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Nutrients 2017, 9(2), 164; doi:10.3390/nu9020164

Metabolic Effects of Glucose-Fructose Co-Ingestion Compared to Glucose Alone during Exercise in Type 1 Diabetes

1
Department of Diabetes, Endocrinology, Clinical Nutrition and Metabolism, Inselspital, Bern University Hospital, University of Bern, 3010 Bern, Switzerland
2
Department of Radiology, University Hospital Centre and University of Lausanne, 1011 Lausanne, Switzerland
3
Centre for Biomedical Imaging (CIBM), Signal Processing Core, 1015 Lausanne, Switzerland
4
Department of Physiology, Faculty of Biology and Medicine, University of Lausanne, 1005 Lausanne, Switzerland
5
Department of Cardiology, Interdisciplinary Center for Sports Medicine, Inselspital, Bern University Hospital, University of Bern, 3010 Bern, Switzerland
6
Department of Clinical Research and Department of Radiology, University of Bern, 3010 Bern, Switzerland
*
Author to whom correspondence should be addressed.
Received: 19 January 2017 / Revised: 9 February 2017 / Accepted: 15 February 2017 / Published: 21 February 2017
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Abstract

This paper aims to compare the metabolic effects of glucose-fructose co-ingestion (GLUFRU) with glucose alone (GLU) in exercising individuals with type 1 diabetes mellitus. Fifteen male individuals with type 1 diabetes (HbA1c 7.0% ± 0.6% (53 ± 7 mmol/mol)) underwent a 90 min iso-energetic continuous cycling session at 50% VO2max while ingesting combined glucose-fructose (GLUFRU) or glucose alone (GLU) to maintain stable glycaemia without insulin adjustment. GLUFRU and GLU were labelled with 13C-fructose and 13C-glucose, respectively. Metabolic assessments included measurements of hormones and metabolites, substrate oxidation, and stable isotopes. Exogenous carbohydrate requirements to maintain stable glycaemia were comparable between GLUFRU and GLU (p = 0.46). Fat oxidation was significantly higher (5.2 ± 0.2 vs. 2.6 ± 1.2 mg·kg−1·min−1, p < 0.001) and carbohydrate oxidation lower (18.1 ± 0.8 vs. 24.5 ± 0.8 mg·kg−1·min−1 p < 0.001) in GLUFRU compared to GLU, with decreased muscle glycogen oxidation in GLUFRU (10.2 ± 0.9 vs. 17.5 ± 1.0 mg·kg−1·min−1, p < 0.001). Lactate levels were higher (2.2 ± 0.2 vs. 1.8 ± 0.1 mmol/L, p = 0.012) in GLUFRU, with comparable counter-regulatory hormones between GLUFRU and GLU (p > 0.05 for all). Glucose and insulin levels, and total glucose appearance and disappearance were comparable between interventions. Glucose-fructose co-ingestion may have a beneficial impact on fuel metabolism in exercising individuals with type 1 diabetes without insulin adjustment, by increasing fat oxidation whilst sparing glycogen. View Full-Text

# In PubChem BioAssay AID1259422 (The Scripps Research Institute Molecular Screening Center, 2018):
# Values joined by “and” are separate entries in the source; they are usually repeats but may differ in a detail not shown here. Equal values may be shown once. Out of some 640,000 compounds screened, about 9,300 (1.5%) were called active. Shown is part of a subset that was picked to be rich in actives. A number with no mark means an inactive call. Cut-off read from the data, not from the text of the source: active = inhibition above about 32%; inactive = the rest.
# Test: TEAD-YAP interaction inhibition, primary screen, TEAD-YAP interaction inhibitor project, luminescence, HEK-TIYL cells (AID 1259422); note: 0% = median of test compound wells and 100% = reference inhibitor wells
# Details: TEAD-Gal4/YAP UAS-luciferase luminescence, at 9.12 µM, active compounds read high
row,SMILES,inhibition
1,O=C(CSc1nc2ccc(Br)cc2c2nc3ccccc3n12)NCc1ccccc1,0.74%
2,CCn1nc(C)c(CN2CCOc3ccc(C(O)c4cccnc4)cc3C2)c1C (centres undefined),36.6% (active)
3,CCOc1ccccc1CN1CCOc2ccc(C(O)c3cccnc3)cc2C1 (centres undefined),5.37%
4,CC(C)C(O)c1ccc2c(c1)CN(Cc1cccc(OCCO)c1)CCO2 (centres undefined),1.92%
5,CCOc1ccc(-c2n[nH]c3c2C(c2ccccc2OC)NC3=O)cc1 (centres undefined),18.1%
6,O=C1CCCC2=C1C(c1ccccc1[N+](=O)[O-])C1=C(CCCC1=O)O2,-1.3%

Keywords: carbohydrates; glucose; fructose; type 1 diabetes; exercise; glycaemia; substrate oxidation carbohydrates; glucose; fructose; type 1 diabetes; exercise; glycaemia; substrate oxidation
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This is an open access article distributed under the Creative Commons Attribution License which permits unrestricted use, distribution, and reproduction in any medium, provided the original work is properly cited. (CC BY 4.0).

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Bally, L.; Kempf, P.; Zueger, T.; Speck, C.; Pasi, N.; Ciller, C.; Feller, K.; Loher, H.; Rosset, R.; Wilhelm, M.; Boesch, C.; Buehler, T.; Dokumaci, A.S.; Tappy, L.; Stettler, C. Metabolic Effects of Glucose-Fructose Co-Ingestion Compared to Glucose Alone during Exercise in Type 1 Diabetes. Nutrients 2017, 9, 164.

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